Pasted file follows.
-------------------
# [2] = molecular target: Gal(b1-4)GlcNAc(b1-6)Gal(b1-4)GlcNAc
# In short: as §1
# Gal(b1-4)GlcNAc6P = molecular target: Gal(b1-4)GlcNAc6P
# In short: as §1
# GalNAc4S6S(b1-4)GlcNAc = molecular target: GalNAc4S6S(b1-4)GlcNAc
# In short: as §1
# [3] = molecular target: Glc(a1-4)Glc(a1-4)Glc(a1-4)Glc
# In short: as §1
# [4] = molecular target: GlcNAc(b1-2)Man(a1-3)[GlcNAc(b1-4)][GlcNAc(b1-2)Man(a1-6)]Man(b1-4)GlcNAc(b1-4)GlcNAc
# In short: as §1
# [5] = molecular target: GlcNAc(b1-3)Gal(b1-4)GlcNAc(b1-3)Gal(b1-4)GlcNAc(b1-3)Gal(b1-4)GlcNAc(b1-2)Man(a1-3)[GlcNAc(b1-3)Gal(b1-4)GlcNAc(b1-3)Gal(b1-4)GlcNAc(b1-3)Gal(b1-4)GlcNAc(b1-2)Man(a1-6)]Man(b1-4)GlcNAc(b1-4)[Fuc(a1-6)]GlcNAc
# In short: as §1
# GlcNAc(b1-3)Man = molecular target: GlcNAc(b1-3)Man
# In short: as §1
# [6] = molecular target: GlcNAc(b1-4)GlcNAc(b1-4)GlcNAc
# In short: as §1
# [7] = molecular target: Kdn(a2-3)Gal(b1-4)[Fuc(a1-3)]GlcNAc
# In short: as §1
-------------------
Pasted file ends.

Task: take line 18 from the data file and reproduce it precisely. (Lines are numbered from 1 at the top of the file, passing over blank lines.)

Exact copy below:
# In short: as §1